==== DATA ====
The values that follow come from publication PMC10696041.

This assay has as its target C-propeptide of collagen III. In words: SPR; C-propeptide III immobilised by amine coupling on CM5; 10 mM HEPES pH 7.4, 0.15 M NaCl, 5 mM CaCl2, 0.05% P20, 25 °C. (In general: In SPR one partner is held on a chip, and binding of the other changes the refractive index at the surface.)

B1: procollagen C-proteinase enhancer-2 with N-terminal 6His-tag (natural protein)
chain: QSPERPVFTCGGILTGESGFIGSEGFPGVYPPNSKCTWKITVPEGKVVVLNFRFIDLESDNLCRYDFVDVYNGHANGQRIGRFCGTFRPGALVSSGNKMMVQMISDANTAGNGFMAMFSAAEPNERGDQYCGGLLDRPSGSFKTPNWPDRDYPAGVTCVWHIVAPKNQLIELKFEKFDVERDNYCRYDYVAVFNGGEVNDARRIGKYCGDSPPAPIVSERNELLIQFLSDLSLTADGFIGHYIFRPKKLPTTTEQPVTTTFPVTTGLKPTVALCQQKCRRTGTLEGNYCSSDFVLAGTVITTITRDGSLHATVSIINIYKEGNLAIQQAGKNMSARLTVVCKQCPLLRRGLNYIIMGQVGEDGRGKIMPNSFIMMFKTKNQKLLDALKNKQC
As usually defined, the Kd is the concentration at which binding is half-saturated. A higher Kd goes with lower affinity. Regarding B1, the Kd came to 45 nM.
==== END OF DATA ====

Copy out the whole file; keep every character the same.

The values that follow come from publication PMC10696041.

This assay has as its target C-propeptide of collagen III. In words: SPR; C-propeptide III immobilised by amine coupling on CM5; 10 mM HEPES pH 7.4, 0.15 M NaCl, 5 mM CaCl2, 0.05% P20, 25 °C. (In general: In SPR one partner is held on a chip, and binding of the other changes the refractive index at the surface.)

B1: procollagen C-proteinase enhancer-2 with N-terminal 6His-tag (natural protein)
chain: QSPERPVFTCGGILTGESGFIGSEGFPGVYPPNSKCTWKITVPEGKVVVLNFRFIDLESDNLCRYDFVDVYNGHANGQRIGRFCGTFRPGALVSSGNKMMVQMISDANTAGNGFMAMFSAAEPNERGDQYCGGLLDRPSGSFKTPNWPDRDYPAGVTCVWHIVAPKNQLIELKFEKFDVERDNYCRYDYVAVFNGGEVNDARRIGKYCGDSPPAPIVSERNELLIQFLSDLSLTADGFIGHYIFRPKKLPTTTEQPVTTTFPVTTGLKPTVALCQQKCRRTGTLEGNYCSSDFVLAGTVITTITRDGSLHATVSIINIYKEGNLAIQQAGKNMSARLTVVCKQCPLLRRGLNYIIMGQVGEDGRGKIMPNSFIMMFKTKNQKLLDALKNKQC
As usually defined, the Kd is the concentration at which binding is half-saturated. A higher Kd goes with lower affinity. Regarding B1, the Kd came to 45 nM.